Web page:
Return to ridging in the medium term, but signs of more active pattern by end of February
There’s presently pretty good model ensemble agreement that warm and dry conditions will quickly return to all of California by the coming weekend following Wednesday’s precipitation, and persist for at least a week (although temperatures will probably not be as warm as recent record-breaking values). Looking out even further than that, though, there are still tantalizing signs of a potential shift to much wetter conditions by the very end of the month. The GFS and ECMWF ensembles have both been suggesting that the anomalously deep Gulf of Alaska low which has been present so far this winter will shift subtly eastward over the coming 2 weeks, eventually displacing the West Coast ridge far enough to the east to allow the “storm parade” which has been present across the North Pacific for the entire winter to reach California. There has also been a consistent wet signal in CFS seasonal forecasts for March, which would be in agreement with more recent GFS/ECMWF model trends. Therefore, I’d still say there’s a good chance that most or all of California will experience above-average precipitation going into March (although with each passing dry week it’s getting decidedly harder to make up the accumulated seasonal deficits in Southern California). Despite some recent claims to the contrary, there is still time for substantial drought relief this winter in California…but the clock is ticking.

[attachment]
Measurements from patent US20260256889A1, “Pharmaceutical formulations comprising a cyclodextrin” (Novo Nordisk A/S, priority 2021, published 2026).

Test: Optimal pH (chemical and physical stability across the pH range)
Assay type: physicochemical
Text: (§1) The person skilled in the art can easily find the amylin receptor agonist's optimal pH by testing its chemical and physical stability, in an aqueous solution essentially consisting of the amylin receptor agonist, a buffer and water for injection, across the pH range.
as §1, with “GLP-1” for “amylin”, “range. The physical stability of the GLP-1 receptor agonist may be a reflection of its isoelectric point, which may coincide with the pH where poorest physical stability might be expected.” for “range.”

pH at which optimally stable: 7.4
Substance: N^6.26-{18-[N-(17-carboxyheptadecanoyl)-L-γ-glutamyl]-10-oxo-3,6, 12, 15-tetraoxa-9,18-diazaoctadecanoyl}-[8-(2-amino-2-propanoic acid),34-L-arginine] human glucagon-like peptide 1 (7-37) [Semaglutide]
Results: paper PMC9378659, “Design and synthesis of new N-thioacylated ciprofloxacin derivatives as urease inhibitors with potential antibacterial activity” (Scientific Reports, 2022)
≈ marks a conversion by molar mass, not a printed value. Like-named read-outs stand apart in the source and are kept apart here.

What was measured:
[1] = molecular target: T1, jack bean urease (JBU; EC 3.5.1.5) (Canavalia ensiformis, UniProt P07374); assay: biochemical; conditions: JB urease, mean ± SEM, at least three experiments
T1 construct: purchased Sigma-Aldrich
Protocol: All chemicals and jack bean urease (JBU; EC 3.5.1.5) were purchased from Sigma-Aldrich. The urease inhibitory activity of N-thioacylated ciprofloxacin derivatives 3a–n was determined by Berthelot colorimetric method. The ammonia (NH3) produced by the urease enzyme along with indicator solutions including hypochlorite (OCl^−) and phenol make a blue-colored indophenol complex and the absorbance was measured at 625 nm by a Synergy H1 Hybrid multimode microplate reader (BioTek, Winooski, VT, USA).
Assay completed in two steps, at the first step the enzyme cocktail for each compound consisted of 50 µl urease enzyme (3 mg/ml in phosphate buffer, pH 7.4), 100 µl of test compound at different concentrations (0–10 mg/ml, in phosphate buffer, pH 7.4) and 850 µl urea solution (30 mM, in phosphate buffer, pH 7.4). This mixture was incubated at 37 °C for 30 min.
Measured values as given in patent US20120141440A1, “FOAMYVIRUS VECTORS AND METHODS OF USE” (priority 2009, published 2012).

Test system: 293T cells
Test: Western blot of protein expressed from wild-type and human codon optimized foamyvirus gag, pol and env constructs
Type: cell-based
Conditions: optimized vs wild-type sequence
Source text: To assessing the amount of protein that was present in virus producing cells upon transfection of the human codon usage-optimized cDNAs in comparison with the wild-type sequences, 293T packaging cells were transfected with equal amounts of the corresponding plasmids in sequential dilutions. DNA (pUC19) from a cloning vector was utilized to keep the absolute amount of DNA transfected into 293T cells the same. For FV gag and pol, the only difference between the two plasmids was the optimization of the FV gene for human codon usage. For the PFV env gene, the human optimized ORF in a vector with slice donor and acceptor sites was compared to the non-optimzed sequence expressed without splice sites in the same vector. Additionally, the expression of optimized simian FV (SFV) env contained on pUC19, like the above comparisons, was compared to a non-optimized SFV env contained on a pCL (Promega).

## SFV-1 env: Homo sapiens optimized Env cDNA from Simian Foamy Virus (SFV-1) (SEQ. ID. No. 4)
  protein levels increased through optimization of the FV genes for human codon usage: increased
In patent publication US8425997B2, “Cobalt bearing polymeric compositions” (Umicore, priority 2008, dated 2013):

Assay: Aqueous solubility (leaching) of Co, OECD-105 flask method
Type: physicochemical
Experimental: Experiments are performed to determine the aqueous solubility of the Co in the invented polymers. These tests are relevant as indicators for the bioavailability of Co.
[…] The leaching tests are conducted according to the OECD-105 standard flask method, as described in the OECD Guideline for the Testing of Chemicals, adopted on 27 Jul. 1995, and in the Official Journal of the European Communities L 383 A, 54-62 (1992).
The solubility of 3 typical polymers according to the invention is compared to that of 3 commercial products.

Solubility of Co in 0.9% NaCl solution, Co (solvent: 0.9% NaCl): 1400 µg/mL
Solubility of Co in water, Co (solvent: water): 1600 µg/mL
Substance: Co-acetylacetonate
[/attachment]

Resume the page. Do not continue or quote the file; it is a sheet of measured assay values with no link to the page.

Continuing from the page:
More thoughts on the bigger picture
Finally, it’s worth noting that seasonal forecasts have consistently underestimated the magnitude of subtropical ridging over and southwest of California so far this winter. Despite the occurrence of one of the most powerful El Niño events on record, Southern California has remained very dry this winter (and Northern California, while wet until recently, is now starting to fall behind). As I discussed extensively in my previous post, there are some relatively subtle but critically important differences between the atmospheric response to the 2015-2016 El Niño and to other large 20th century ENSO events. 2015 was the warmest year on record globally by a huge margin, and the early part of 2016 has brought warmth that is arguably even more dramatic (particularly in the Arctic, where sea ice is currently at its record low extent for this time of year).
I’ll reiterate that it’s impossible to discern in real time–and especially within the confines of a blog post–exactly why California has been considerably drier than expectations during the present very strong El Niño event, and why West Coast ridging has been so prominent during recent winters. One thing that is clear is that warming temperatures have already increased the likelihood and severity of drought in California–irrespective of changes in precipitation patterns. While a strong finish to the 2016 rainy season would bring substantial and meaningful drought relief, the legacy of California’s extraordinary multi-year drought will almost certainly persist through the coming summer (which, indeed, echoes a familiar refrain from earlier in the autumn). I’ll have much more to say on these subjects later this summer, and plan to have a series of blog posts devoted exclusively to that conversation. Stay tuned.